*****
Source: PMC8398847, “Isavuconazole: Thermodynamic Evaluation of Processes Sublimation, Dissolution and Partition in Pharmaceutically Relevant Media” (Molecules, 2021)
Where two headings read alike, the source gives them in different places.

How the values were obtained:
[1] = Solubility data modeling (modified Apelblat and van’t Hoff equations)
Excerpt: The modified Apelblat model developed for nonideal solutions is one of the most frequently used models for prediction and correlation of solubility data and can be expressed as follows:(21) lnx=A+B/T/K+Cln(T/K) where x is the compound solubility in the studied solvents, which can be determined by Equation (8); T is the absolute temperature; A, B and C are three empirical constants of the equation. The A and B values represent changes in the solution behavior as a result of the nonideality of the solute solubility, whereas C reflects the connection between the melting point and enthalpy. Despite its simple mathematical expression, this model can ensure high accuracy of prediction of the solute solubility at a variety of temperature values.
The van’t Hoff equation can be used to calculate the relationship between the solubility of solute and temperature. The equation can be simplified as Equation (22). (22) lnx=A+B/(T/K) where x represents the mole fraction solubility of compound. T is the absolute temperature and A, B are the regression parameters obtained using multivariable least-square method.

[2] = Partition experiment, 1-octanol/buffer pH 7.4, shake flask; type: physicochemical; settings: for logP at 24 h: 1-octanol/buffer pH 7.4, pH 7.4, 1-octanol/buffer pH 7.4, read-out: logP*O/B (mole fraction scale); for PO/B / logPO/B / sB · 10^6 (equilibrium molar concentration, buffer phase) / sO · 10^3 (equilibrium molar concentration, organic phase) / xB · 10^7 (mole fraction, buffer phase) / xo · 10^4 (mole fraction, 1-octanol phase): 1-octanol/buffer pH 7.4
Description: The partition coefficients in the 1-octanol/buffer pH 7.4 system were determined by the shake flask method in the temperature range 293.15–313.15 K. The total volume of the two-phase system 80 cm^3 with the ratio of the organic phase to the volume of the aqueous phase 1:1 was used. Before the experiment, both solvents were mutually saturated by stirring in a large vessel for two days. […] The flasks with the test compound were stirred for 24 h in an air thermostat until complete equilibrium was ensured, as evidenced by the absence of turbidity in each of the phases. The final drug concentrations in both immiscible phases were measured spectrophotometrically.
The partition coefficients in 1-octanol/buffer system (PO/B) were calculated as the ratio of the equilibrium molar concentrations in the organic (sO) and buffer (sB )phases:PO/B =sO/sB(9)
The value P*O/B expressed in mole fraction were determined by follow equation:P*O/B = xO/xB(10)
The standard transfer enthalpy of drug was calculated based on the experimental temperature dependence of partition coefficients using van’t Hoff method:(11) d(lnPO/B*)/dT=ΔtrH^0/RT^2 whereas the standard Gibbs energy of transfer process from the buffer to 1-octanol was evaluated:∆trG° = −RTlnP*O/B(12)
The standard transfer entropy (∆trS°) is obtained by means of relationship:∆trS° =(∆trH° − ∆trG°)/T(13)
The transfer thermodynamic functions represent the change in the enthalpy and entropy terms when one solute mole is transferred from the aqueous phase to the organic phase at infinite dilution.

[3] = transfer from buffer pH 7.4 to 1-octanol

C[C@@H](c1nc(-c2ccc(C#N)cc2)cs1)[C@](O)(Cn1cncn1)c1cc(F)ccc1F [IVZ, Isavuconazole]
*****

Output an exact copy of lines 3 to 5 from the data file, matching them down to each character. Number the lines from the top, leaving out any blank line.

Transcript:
How the values were obtained:
[1] = Solubility data modeling (modified Apelblat and van’t Hoff equations)
Excerpt: The modified Apelblat model developed for nonideal solutions is one of the most frequently used models for prediction and correlation of solubility data and can be expressed as follows:(21) lnx=A+B/T/K+Cln(T/K) where x is the compound solubility in the studied solvents, which can be determined by Equation (8); T is the absolute temperature; A, B and C are three empirical constants of the equation. The A and B values represent changes in the solution behavior as a result of the nonideality of the solute solubility, whereas C reflects the connection between the melting point and enthalpy. Despite its simple mathematical expression, this model can ensure high accuracy of prediction of the solute solubility at a variety of temperature values.